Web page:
Ryan Cloete, Jean C. Loock, Mtshali T., Fietz S., Roychoudhury A. N.

First measurements of labile dissolved copper (LdCu) and dissolved zinc (dZn) and nickel (dNi) in the Atlantic sector of the Southern Ocean in winter are compared with summer data at reoccupied stations in order to better understand the winter reset state and supply of these trace metals to support productivity. In summer, vertical profiles of zinc behaved similarly to silicate (Si) and increased from sub-nanomolar surface concentrations to 8 nmol kg−1 in bottom waters. Copper profiles also resembled Si and were typically 1 nmol kg−1 in surface waters and increased to 3 nmol kg−1 at depth. First summer nickel data reported from this transect displayed comparatively higher surface concentrations of ~4.6 nmol kg−1 increasing more rapidly to local intermediate depth maximums between 6.5 and 7.0 nmol kg−1, similar to phosphate (PO4). Trace metal seasonality was most apparent in the mixed layer where the average of winter concentrations within the mixed layer exceeded summer values by approximately 0.2 nmol kg−1 for LdCu, 1.2 nmol kg−1 for dZn and 0.3 nmol kg−1 for dNi owing to low utilization under unfavourable growth conditions for phytoplankton. In an effort to estimate the winter reserve, two scenarios were considered. Scenario 1 accounted for in-situ mixed layer depths (MLD) where the winter reserve inventory was calculated by subtracting the summer depth integrated metal inventory (surface to summer MLD) from the winter equivalent (surface to winter MLD). Scenario 2 assumed a constant mixed layer (taken as the depth of the maximum winter mixed layer) where summer depth integrated metal inventories (surface to maximum winter MLD) were subtracted from the winter equivalents (surface to maximum winter MLD). Results for scenario 1 were predominantly dependent on the mixed layer depth which varied spatially and seasonally. Scenario 2 showed a southwards increase in the winter reserve inventory suggesting a greater role for entrainment at higher latitudes in this region. This is however heavily dependent on other physical processes controlling vertical trace metal supply e.g. diapycnal diffusion, Ekman upwelling/downwelling. Zinc (R2 > 0.75) and copper (R2 > 0.73) were strongly correlated with Si throughout the study implicating diatoms as strong controllers of their biogeochemical cycling. Nickel was more strongly correlated with PO4 in the upper water column (R2 > 0.75), as compared to the whole water column (R2 > 0.52), while in the deep ocean nickel appears to correlate with Si although more deep ocean data is needed to confirm this. Trace metal to major nutrient ratios were higher in winter suggesting reduced micronutrient requirement relative to macronutrients under stressed but low productivity conditions.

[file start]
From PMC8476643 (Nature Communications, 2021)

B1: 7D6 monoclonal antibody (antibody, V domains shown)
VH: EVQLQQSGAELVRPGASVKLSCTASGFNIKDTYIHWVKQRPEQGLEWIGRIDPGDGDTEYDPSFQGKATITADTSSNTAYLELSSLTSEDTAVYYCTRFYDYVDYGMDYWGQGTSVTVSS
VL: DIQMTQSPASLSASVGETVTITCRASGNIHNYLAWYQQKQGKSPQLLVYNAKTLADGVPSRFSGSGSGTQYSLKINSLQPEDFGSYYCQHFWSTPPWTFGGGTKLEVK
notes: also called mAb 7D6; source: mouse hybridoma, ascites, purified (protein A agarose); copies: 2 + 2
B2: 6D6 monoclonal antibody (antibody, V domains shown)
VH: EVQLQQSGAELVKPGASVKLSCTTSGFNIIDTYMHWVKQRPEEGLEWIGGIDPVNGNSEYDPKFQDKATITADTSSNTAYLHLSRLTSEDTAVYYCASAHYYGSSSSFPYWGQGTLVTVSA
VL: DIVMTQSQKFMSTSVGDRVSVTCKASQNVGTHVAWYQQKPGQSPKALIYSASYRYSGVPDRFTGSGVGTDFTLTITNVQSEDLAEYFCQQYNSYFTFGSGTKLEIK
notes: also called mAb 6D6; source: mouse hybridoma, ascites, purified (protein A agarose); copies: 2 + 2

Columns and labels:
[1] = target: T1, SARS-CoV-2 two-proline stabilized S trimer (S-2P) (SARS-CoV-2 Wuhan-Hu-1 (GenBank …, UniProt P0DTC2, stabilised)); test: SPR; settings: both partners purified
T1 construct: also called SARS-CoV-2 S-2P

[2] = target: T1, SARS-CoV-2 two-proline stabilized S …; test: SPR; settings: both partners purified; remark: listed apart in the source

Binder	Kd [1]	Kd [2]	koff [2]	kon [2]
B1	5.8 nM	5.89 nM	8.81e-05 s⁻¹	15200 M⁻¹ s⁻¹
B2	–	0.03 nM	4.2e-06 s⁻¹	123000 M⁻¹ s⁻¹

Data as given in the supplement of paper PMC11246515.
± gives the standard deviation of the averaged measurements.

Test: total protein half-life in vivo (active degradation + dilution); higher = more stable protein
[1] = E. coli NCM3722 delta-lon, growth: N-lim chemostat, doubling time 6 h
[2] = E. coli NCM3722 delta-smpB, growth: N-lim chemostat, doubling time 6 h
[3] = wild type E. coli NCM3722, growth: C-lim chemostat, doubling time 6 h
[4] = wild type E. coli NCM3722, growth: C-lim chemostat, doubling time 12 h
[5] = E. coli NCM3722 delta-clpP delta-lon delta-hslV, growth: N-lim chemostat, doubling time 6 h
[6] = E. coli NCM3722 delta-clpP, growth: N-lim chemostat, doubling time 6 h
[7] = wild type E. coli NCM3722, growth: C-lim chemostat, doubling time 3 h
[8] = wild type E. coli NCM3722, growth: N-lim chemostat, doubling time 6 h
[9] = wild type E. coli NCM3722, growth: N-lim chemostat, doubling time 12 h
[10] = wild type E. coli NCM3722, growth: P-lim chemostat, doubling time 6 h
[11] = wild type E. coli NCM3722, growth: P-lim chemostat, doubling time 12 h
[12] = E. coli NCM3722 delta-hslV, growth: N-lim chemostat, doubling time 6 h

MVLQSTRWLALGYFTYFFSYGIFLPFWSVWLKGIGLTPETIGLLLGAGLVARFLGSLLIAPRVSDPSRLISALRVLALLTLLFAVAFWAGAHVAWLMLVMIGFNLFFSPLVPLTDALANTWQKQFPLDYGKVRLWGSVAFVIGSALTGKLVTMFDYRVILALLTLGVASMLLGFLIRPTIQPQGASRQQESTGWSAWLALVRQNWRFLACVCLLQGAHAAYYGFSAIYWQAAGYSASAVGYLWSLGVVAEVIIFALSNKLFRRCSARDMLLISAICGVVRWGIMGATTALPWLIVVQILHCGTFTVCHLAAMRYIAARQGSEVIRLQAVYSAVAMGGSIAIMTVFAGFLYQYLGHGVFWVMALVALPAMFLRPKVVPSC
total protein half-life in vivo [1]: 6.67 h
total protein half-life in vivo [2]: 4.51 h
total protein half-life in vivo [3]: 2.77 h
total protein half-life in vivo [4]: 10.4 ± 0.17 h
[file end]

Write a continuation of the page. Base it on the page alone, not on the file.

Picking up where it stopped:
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Summer distributions of a) dissolved labile copper (LdCu), b) dissolved zinc (dZn) and c) dissolved nickel (dNi). Figures generated in Ocean Data View (ODV) (Schlitzer, 2017) using weighted average gridding method based on 6 sampling stations between 46°S and 68°S.